John Leveson-Gower of the British Royal Navy


John Leveson-Gower (11 July 1740 – 15 August 1792) was an officer of the Royal Navy and a politician. He saw service during the Seven Years’ War and the American War of Independence, rising to the rank of rear-admiral. He also sat as Member of Parliament for several constituencies, and was a junior Lord of the Admiralty.

==Family and early life==

John was born on 11 July 1740, the second son of John, first earl Gower, by his third wife Mary Tufton, daughter of Thomas Tufton, 6th Earl of Thanet and widow of Anthony Grey, earl Harold. His half-brother, Granville Leveson-Gower, inherited his father’s earldom and would use his political influence to help John’s career. John was privately educated and then entered the navy, receiving his lieutenant’s commission in 1758. His first command was the fireship {HMS|Salamander|1757|6}, in which he saw action at the Battle of Lagos on 18 August 1759, serving under Admiral Edward Boscawen. Leveson-Gower was advanced to the rank of post captain on 30 June 1760 and took the 32-gun {HMS|Quebec|1760|6} to the Mediterranean to serve under Sir Charles Saunders. While commanding Quebec he captured the 18-gun French privateer Phoenix in December 1760 off Cape Palos.

Leveson-Gower then commanded the 64-gun {HMS|Africa|1761|6}, sailing her to Guinea and the West Indies in 1765. Later he commanded the frigates {HMS|Aeolus|1758|6} and {HMS|Pearl|1762|6}, and finally the guardship {HMS|Albion|1763|6} at Plymouth in 1774. He was appointed to command the 74-gun {HMS|Valiant|1759|6} in the English Channel in 1775, where he captured several American ships. He was present at the Battle of Ushant on 17 July 1778, where he strongly supported Admiral Augustus Keppel, Valiant sustaining casualties of six killed and twenty-six wounded. He gave evidence at Keppel’s subsequent court martial, defending his admiral’s actions, and resigned his command afterwards.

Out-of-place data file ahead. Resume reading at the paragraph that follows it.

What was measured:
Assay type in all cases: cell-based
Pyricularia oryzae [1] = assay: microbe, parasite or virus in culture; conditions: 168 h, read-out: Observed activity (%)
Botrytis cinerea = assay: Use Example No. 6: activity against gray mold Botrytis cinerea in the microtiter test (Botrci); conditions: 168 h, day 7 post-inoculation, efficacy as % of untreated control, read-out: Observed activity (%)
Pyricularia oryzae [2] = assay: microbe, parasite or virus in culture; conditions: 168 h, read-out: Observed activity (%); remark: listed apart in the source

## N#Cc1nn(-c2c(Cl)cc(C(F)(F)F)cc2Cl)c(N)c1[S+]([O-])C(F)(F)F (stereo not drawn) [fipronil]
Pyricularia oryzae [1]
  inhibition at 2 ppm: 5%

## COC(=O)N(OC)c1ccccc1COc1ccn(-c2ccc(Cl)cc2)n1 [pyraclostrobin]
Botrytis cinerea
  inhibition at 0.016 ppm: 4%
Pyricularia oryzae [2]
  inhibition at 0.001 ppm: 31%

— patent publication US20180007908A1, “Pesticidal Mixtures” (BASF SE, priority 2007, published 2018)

==Further commands==

Leveson-Gower returned to service after the fall of the North Ministry in March 1782 and was appointed first captain of {HMS|Victory} under Lord Howe, and served in that capacity both in the Channel, and later on at the relief of Gibraltar and the skirmish off Cape Spartel. From January to April 1783 and again from December 1783 to July 1788 Gower was one of the junior lords of the admiralty with Lord Howe. He resigned after the formation of the Shelburne Ministry in April, but rejoined when the Pitt Ministry was formed. He continued at the Admiralty with the Earl of Chatham until January 1790. During this time he hoisted a broad pennant in {HMS|Hebe|1782|6} in 1785, for a summer cruise around Great Britain with Prince William Henry; and was commodore in {HMS|Edgar|1779|6} in 1787, in command of the Channel Squadron. He was returned as the member for Appleby in 1784, sitting until 1790. He was elected to Newcastle under Lyme that year and spoke four times on Admiralty matters in Parliament.

On 24 September 1787 he was advanced to be rear-admiral of the blue, and in the following summer hoisted his flag again in Edgar in the Channel. In 1788 he took an enlarged squadron to the West Indies. During the Spanish armament in 1790 he was again first captain to Lord Howe, and in 1791 was selected as one of the rear-admirals to serve under Admiral Lord Hood in the fleet assembling to counter Russian aggression. The threat passed however and the fleet was disbanded.

==Death and issue==

He died of a stroke while shaving on 15 August 1792 at his house at Bill Hill, Wokingham, and was buried on 23 August at Barkham parish church, Berkshire. He had married Frances, eldest daughter of Admiral the Hon. Edward Boscawen on 5 July 1773. They had several sons, including John, who became a general and MP, Edward, who became a rear-admiral, and Augustus, who was a captain and drowned aged 21.